12. I recently purchased what appears to be a North American release of Onua Mata (#8532) in mint condition. Upon comparing the shape of the canister to its European counterpart, I couldn't help but notice that the NA release appears to have an extra ridge of sorts at the base that makes it stand about 2 mm taller than the other canister. A quick search on eBay revealed that no other NA editions of any Toa Mata seem to have that peculiar ridge and right now I'm thinking of attempting the impossible by figuring out just how many distinct releases (or batches) of the Toa Mata there were, available all over the world. Here are some of the variables I've been able to spot so far: Extra ridge at the base of the canister, making it taller.Distinct arrangement of graphics on North American and European canisters.North American black and white mini CD packed inside, signified with a black symbol under the set name.North American full-color mini CD packed inside, signified with the same black symbol under the set name.European black and white mini CD packed inside, signified with a black symbol under the set name, identical to the NA symbol.European gold/tan mini CD packed inside, signified with the same symbol under the set name.Poster packed inside with a clear image of the one Toa on the front and various early 2001 Technic sets advertised on the back.Poster packed inside with a clear image of the one Toa on the front (identical to the one above down to the very item number) and the Turaga and Rahi sets advertised on the back.Poster packed inside with an image of the one Toa and a sequence of all the Toa Mata on the front and the Turaga and Rahi sets advertised on the back.Poster packed inside with ads of 2002 sets on the back.I don't know if there are any other variations of the posters but I do know that there are no more than four different types of CDs packed inside. Also, the instruction booklets appear to be completely identical for every release. Can you guys take a look at your Toa Mata and tell me if I'm missing something or if there seems to be some extra merchandise packed inside that I haven't yet come across? Photo credit goes to Mask of Destiny, BrickLink and various others.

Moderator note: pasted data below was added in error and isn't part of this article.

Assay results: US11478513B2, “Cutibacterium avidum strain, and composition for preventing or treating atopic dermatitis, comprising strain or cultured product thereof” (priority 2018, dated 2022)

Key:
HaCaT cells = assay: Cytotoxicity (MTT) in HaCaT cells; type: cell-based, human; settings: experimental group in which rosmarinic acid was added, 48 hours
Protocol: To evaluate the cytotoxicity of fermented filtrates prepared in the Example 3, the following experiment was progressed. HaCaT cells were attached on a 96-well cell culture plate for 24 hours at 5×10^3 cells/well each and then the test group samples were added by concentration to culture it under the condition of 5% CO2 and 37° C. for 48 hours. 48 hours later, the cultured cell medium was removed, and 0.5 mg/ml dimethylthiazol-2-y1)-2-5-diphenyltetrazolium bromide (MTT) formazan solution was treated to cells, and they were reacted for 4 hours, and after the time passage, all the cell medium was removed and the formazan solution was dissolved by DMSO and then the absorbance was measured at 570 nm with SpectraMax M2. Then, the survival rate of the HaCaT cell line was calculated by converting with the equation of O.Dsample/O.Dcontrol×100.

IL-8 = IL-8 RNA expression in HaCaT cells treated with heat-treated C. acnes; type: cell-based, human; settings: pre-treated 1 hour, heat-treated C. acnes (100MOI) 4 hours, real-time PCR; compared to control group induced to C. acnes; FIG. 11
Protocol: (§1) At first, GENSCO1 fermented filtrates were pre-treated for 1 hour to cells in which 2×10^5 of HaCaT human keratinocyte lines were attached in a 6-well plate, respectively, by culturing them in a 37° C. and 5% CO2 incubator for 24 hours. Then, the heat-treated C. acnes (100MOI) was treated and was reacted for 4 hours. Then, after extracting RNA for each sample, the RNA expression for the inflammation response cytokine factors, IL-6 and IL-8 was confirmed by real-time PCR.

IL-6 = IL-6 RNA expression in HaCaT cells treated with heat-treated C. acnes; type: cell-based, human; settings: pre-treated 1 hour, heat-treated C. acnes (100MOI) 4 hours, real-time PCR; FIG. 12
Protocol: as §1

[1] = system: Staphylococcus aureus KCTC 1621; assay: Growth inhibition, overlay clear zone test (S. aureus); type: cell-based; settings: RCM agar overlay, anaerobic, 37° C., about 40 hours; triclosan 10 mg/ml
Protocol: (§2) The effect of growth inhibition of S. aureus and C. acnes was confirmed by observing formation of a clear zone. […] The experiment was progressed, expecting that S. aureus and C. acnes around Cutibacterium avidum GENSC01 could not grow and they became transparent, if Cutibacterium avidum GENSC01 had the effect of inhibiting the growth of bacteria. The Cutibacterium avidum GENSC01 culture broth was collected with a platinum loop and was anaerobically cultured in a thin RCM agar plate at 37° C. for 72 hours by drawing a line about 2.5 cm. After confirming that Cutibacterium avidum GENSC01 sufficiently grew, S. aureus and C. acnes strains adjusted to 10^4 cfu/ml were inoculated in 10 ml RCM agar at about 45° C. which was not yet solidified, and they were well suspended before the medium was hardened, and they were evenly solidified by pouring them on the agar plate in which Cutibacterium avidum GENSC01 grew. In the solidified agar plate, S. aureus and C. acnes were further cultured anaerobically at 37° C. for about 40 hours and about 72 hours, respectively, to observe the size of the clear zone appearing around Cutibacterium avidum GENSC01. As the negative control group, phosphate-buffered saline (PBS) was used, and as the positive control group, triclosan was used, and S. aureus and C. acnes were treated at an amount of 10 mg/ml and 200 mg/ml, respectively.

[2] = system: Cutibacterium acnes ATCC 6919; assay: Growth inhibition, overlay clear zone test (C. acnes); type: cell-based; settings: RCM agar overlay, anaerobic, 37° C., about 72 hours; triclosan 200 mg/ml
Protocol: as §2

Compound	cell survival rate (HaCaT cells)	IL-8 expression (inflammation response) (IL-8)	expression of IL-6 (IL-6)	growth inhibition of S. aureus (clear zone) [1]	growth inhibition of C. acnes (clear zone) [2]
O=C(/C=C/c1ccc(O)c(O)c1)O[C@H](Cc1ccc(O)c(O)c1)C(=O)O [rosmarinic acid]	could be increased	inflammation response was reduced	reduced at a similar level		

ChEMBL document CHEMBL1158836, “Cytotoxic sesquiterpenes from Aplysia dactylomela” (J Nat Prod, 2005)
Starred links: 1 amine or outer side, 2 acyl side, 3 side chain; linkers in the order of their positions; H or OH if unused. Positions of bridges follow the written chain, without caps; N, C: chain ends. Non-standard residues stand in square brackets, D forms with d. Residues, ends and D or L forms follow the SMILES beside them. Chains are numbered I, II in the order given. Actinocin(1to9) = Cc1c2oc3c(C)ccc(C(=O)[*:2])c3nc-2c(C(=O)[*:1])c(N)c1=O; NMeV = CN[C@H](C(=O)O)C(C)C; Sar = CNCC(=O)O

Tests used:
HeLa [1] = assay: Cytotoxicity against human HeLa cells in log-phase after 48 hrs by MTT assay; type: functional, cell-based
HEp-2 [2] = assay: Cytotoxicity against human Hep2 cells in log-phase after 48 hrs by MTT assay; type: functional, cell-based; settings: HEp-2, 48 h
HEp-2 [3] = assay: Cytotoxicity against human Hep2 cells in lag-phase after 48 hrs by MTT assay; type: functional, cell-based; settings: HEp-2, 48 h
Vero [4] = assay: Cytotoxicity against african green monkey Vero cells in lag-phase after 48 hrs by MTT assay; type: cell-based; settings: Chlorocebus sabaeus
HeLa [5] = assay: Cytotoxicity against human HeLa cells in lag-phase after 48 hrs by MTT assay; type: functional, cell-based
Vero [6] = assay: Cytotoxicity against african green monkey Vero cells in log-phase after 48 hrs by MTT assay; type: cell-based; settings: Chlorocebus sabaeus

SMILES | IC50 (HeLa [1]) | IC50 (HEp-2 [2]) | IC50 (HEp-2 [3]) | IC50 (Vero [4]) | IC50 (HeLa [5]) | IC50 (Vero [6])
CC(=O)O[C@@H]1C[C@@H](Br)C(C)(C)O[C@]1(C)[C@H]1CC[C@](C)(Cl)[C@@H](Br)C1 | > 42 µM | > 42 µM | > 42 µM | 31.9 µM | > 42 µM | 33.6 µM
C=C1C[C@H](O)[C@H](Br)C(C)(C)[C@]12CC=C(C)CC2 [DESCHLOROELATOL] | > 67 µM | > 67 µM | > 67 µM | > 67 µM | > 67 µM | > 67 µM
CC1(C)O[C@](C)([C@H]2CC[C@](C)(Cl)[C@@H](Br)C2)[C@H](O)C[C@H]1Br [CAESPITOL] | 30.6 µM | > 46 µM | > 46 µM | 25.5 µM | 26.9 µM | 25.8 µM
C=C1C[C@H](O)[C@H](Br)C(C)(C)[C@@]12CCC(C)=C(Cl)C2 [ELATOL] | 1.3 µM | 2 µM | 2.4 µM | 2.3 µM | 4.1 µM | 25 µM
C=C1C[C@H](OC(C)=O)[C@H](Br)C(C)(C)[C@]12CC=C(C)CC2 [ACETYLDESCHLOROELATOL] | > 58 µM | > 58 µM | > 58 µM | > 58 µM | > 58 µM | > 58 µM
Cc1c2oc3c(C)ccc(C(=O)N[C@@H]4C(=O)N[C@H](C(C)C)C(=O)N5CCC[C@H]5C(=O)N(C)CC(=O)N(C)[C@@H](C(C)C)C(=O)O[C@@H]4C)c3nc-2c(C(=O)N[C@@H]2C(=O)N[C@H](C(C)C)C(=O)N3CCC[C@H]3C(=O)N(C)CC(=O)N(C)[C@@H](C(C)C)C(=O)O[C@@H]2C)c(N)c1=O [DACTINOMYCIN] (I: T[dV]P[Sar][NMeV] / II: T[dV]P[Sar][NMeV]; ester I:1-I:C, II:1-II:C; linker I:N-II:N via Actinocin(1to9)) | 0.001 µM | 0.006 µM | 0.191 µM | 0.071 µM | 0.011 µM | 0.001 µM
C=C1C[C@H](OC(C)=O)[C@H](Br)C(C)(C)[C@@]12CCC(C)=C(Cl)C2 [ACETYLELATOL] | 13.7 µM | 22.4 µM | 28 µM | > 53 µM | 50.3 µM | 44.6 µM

13. Now, as starters, I know that 1) these were meant to promote the sets, therefore being lore-friendly was secondary and 2) Toa derive much of their power from their Kanohi, and don't just get the powers associated with the mask. That said, I am a tad confused by the 2001 Toa Mata animations - I mean these - and the role of masks. So, Gali and Onua start off with their masks, which makes sense. Gali is underwater, so she needs her Kaukau and Onua is digging, which I assume requires a lot of strength. Then there is Lewa, who peeks out from behind a leaf with no Mask. I mean, don't Toa get all weak, groggy and fatigued with no Mask? Anyway, he then performs a jump which could only be cleared with the help of the Miru. I'm okay with this. Tahu, the Toa of Fire, who would still be burned to a crisp if literally bathing in lava, goes surfing in said substance, so I guess the Hau is warranted, but again, why isn't he wearing it at the start? Also, we know he'd be fine surfing on lava without the shielding power of the mask, and it's never mentioned that he ever fell in. But Kopaka and Pohatu are the weirdest of the lot. Kopaka is standing on a mountain, looking at the horizon - without his Akaku on. I mean, isn't that mask perfect for this vantage point? Anyway, he then puts it on, the mask of X-ray vision, and promptly stops an avalanche coming from behind. This is in no way related to the Akaku, in spite of what the video is implying. And finally Pohatu. So Toa get weak and tired without their masks? How about he takes a walk through a searing desert, which must have taken ages at that walking speed, without his mask. Why not use the Kakama? I mean, it's the mask of speed. Speed!. Anyway, he then puts it on, and kicks a rock. Nothing to do with speed. Why?! I mean, overall I like these animations because nostalgia, but they don't really make sense in terms of lore. What do you make of these?